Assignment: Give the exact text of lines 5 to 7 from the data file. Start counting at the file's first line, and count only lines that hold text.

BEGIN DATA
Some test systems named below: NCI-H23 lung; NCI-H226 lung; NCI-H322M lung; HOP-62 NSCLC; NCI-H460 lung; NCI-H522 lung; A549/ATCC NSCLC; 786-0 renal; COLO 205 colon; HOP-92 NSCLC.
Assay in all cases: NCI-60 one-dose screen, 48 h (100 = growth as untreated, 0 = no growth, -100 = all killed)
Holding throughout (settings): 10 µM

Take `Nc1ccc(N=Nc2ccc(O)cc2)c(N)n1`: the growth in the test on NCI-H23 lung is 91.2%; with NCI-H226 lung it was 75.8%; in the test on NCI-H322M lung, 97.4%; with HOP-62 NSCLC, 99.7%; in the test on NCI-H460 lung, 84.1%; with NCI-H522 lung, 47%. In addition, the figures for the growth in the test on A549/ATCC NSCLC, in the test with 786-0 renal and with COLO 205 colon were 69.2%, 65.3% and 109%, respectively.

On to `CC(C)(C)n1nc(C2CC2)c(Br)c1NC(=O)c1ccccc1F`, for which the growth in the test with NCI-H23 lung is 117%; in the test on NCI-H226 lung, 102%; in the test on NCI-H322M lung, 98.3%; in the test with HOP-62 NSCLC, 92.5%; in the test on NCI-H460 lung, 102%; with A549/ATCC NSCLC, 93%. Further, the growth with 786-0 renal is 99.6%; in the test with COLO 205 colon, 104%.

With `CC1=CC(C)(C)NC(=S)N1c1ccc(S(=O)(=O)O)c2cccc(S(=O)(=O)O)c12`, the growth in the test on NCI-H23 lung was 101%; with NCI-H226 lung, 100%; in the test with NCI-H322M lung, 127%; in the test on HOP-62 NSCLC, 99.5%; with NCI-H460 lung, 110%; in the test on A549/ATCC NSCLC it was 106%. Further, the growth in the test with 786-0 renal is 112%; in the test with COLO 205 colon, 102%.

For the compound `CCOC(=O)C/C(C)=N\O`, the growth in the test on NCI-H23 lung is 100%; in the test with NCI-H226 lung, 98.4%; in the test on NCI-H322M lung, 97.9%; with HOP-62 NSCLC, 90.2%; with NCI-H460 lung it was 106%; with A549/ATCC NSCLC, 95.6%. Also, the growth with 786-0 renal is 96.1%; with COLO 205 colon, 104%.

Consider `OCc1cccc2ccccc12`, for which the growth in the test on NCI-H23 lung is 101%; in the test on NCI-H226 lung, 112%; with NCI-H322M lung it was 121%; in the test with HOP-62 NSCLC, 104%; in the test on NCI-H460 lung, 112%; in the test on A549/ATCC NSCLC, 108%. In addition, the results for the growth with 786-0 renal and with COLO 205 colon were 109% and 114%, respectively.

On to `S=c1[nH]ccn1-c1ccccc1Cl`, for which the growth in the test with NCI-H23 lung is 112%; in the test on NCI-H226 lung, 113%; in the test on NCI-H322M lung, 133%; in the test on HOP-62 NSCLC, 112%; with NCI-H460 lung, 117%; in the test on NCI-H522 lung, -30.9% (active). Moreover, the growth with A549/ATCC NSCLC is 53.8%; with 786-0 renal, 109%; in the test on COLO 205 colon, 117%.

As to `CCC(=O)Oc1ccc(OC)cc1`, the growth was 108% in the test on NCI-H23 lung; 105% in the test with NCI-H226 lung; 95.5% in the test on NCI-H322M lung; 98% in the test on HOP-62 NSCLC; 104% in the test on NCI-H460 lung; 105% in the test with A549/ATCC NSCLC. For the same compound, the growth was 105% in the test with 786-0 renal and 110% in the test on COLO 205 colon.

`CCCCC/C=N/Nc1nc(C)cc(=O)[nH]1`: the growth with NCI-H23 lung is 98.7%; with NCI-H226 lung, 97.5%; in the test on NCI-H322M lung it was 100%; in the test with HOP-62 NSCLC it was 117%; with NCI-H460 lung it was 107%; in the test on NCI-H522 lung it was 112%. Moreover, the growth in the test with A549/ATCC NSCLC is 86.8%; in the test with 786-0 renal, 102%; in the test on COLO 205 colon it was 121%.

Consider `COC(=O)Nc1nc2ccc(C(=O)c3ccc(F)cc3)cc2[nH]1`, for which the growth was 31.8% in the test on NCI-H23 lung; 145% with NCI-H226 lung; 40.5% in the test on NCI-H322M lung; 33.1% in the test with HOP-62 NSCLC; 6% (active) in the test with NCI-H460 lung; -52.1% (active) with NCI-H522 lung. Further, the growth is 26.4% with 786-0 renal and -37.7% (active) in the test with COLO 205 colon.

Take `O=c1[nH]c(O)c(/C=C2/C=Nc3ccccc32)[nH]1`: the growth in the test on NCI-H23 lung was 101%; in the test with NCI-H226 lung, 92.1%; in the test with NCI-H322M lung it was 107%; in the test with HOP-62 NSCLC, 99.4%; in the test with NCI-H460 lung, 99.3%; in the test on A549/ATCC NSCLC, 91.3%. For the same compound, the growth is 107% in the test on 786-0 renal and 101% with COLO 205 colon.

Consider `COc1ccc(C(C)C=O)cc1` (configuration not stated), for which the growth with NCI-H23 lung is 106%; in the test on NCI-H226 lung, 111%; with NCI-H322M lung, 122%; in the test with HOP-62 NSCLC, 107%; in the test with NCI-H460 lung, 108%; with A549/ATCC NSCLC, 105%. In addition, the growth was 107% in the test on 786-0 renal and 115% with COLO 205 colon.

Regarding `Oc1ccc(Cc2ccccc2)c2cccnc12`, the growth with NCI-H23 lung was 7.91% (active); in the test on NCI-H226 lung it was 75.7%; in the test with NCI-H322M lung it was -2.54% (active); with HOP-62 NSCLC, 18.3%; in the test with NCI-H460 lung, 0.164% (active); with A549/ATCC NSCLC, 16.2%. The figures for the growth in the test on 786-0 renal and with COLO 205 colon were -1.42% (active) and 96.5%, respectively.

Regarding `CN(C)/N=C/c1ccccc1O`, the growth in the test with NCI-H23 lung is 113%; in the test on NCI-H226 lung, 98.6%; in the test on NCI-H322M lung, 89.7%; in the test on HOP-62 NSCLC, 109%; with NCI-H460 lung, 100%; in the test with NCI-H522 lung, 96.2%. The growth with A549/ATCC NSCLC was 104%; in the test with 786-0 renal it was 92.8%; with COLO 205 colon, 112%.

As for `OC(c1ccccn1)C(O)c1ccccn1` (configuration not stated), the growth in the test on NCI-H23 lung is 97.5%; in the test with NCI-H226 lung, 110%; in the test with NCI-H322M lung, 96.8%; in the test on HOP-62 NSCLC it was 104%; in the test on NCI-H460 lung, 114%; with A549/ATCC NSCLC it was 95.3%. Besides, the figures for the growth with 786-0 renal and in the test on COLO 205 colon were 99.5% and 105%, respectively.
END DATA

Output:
On to `CC(C)(C)n1nc(C2CC2)c(Br)c1NC(=O)c1ccccc1F`, for which the growth in the test with NCI-H23 lung is 117%; in the test on NCI-H226 lung, 102%; in the test on NCI-H322M lung, 98.3%; in the test with HOP-62 NSCLC, 92.5%; in the test on NCI-H460 lung, 102%; with A549/ATCC NSCLC, 93%. Further, the growth with 786-0 renal is 99.6%; in the test with COLO 205 colon, 104%.

With `CC1=CC(C)(C)NC(=S)N1c1ccc(S(=O)(=O)O)c2cccc(S(=O)(=O)O)c12`, the growth in the test on NCI-H23 lung was 101%; with NCI-H226 lung, 100%; in the test with NCI-H322M lung, 127%; in the test on HOP-62 NSCLC, 99.5%; with NCI-H460 lung, 110%; in the test on A549/ATCC NSCLC it was 106%. Further, the growth in the test with 786-0 renal is 112%; in the test with COLO 205 colon, 102%.

For the compound `CCOC(=O)C/C(C)=N\O`, the growth in the test on NCI-H23 lung is 100%; in the test with NCI-H226 lung, 98.4%; in the test on NCI-H322M lung, 97.9%; with HOP-62 NSCLC, 90.2%; with NCI-H460 lung it was 106%; with A549/ATCC NSCLC, 95.6%. Also, the growth with 786-0 renal is 96.1%; with COLO 205 colon, 104%.